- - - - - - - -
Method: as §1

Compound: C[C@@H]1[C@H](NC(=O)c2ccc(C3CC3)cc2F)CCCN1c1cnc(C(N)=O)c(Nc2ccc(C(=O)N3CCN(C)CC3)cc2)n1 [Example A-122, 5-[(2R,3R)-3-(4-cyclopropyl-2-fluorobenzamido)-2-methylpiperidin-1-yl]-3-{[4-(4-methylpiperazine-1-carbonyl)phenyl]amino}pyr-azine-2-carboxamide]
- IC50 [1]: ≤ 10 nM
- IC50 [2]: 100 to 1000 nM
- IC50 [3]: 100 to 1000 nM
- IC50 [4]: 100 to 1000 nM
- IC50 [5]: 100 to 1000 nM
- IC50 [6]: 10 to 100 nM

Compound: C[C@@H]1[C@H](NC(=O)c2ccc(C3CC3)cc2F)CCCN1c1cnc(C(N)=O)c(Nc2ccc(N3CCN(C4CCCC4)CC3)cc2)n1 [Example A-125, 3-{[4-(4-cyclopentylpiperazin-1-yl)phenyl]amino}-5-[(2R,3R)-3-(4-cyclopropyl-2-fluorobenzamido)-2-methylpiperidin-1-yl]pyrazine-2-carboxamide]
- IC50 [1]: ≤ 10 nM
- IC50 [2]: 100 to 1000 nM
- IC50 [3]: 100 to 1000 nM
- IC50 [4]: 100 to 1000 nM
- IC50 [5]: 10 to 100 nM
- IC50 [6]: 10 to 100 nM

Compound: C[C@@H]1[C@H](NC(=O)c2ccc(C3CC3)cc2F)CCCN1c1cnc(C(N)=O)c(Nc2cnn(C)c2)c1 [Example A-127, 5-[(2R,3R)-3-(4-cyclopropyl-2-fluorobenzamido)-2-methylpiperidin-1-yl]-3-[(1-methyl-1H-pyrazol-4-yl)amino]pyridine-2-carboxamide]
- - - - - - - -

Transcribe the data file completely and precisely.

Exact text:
Method: as §1

Compound: C[C@@H]1[C@H](NC(=O)c2ccc(C3CC3)cc2F)CCCN1c1cnc(C(N)=O)c(Nc2ccc(C(=O)N3CCN(C)CC3)cc2)n1 [Example A-122, 5-[(2R,3R)-3-(4-cyclopropyl-2-fluorobenzamido)-2-methylpiperidin-1-yl]-3-{[4-(4-methylpiperazine-1-carbonyl)phenyl]amino}pyr-azine-2-carboxamide]
- IC50 [1]: ≤ 10 nM
- IC50 [2]: 100 to 1000 nM
- IC50 [3]: 100 to 1000 nM
- IC50 [4]: 100 to 1000 nM
- IC50 [5]: 100 to 1000 nM
- IC50 [6]: 10 to 100 nM

Compound: C[C@@H]1[C@H](NC(=O)c2ccc(C3CC3)cc2F)CCCN1c1cnc(C(N)=O)c(Nc2ccc(N3CCN(C4CCCC4)CC3)cc2)n1 [Example A-125, 3-{[4-(4-cyclopentylpiperazin-1-yl)phenyl]amino}-5-[(2R,3R)-3-(4-cyclopropyl-2-fluorobenzamido)-2-methylpiperidin-1-yl]pyrazine-2-carboxamide]
- IC50 [1]: ≤ 10 nM
- IC50 [2]: 100 to 1000 nM
- IC50 [3]: 100 to 1000 nM
- IC50 [4]: 100 to 1000 nM
- IC50 [5]: 10 to 100 nM
- IC50 [6]: 10 to 100 nM

Compound: C[C@@H]1[C@H](NC(=O)c2ccc(C3CC3)cc2F)CCCN1c1cnc(C(N)=O)c(Nc2cnn(C)c2)c1 [Example A-127, 5-[(2R,3R)-3-(4-cyclopropyl-2-fluorobenzamido)-2-methylpiperidin-1-yl]-3-[(1-methyl-1H-pyrazol-4-yl)amino]pyridine-2-carboxamide]